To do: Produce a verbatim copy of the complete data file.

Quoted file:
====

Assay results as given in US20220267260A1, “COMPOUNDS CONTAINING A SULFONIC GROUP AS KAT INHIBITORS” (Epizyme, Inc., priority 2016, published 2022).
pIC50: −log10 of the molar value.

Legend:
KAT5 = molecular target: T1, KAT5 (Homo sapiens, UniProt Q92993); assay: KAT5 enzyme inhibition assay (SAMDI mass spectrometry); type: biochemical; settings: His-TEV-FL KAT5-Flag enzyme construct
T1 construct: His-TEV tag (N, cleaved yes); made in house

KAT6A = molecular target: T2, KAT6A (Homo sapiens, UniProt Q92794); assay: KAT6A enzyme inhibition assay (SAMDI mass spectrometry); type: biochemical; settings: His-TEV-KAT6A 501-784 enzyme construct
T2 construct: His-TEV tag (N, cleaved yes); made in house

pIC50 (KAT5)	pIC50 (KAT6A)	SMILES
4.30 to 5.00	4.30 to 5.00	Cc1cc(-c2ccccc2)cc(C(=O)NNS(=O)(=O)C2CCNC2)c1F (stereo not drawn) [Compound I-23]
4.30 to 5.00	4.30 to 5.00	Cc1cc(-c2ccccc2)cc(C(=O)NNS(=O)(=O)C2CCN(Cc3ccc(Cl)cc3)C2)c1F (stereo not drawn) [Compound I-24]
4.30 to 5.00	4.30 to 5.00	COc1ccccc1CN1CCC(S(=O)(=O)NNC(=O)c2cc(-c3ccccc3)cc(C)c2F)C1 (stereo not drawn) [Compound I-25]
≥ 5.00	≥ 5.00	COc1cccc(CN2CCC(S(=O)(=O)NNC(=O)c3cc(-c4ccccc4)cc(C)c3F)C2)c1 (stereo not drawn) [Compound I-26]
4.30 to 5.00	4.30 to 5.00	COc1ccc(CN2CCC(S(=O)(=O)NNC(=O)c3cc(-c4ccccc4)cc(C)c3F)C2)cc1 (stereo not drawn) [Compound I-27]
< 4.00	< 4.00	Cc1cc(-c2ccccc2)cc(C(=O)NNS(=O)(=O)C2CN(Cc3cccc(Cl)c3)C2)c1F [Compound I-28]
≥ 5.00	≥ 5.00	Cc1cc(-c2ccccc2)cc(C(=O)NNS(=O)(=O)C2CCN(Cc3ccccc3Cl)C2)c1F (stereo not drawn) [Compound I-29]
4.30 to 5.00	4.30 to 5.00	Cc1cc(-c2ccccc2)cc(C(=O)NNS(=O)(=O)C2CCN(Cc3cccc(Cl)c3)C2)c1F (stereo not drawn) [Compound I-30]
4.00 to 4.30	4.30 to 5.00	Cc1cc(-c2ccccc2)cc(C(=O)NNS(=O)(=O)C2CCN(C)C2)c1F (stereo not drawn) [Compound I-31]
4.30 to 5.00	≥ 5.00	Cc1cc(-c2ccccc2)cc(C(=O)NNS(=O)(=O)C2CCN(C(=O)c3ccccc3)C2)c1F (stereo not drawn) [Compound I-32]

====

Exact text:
Assay results as given in US20220267260A1, “COMPOUNDS CONTAINING A SULFONIC GROUP AS KAT INHIBITORS” (Epizyme, Inc., priority 2016, published 2022).
pIC50: −log10 of the molar value.

Legend:
KAT5 = molecular target: T1, KAT5 (Homo sapiens, UniProt Q92993); assay: KAT5 enzyme inhibition assay (SAMDI mass spectrometry); type: biochemical; settings: His-TEV-FL KAT5-Flag enzyme construct
T1 construct: His-TEV tag (N, cleaved yes); made in house

KAT6A = molecular target: T2, KAT6A (Homo sapiens, UniProt Q92794); assay: KAT6A enzyme inhibition assay (SAMDI mass spectrometry); type: biochemical; settings: His-TEV-KAT6A 501-784 enzyme construct
T2 construct: His-TEV tag (N, cleaved yes); made in house

pIC50 (KAT5)	pIC50 (KAT6A)	SMILES
4.30 to 5.00	4.30 to 5.00	Cc1cc(-c2ccccc2)cc(C(=O)NNS(=O)(=O)C2CCNC2)c1F (stereo not drawn) [Compound I-23]
4.30 to 5.00	4.30 to 5.00	Cc1cc(-c2ccccc2)cc(C(=O)NNS(=O)(=O)C2CCN(Cc3ccc(Cl)cc3)C2)c1F (stereo not drawn) [Compound I-24]
4.30 to 5.00	4.30 to 5.00	COc1ccccc1CN1CCC(S(=O)(=O)NNC(=O)c2cc(-c3ccccc3)cc(C)c2F)C1 (stereo not drawn) [Compound I-25]
≥ 5.00	≥ 5.00	COc1cccc(CN2CCC(S(=O)(=O)NNC(=O)c3cc(-c4ccccc4)cc(C)c3F)C2)c1 (stereo not drawn) [Compound I-26]
4.30 to 5.00	4.30 to 5.00	COc1ccc(CN2CCC(S(=O)(=O)NNC(=O)c3cc(-c4ccccc4)cc(C)c3F)C2)cc1 (stereo not drawn) [Compound I-27]
< 4.00	< 4.00	Cc1cc(-c2ccccc2)cc(C(=O)NNS(=O)(=O)C2CN(Cc3cccc(Cl)c3)C2)c1F [Compound I-28]
≥ 5.00	≥ 5.00	Cc1cc(-c2ccccc2)cc(C(=O)NNS(=O)(=O)C2CCN(Cc3ccccc3Cl)C2)c1F (stereo not drawn) [Compound I-29]
4.30 to 5.00	4.30 to 5.00	Cc1cc(-c2ccccc2)cc(C(=O)NNS(=O)(=O)C2CCN(Cc3cccc(Cl)c3)C2)c1F (stereo not drawn) [Compound I-30]
4.00 to 4.30	4.30 to 5.00	Cc1cc(-c2ccccc2)cc(C(=O)NNS(=O)(=O)C2CCN(C)C2)c1F (stereo not drawn) [Compound I-31]
4.30 to 5.00	≥ 5.00	Cc1cc(-c2ccccc2)cc(C(=O)NNS(=O)(=O)C2CCN(C(=O)c3ccccc3)C2)c1F (stereo not drawn) [Compound I-32]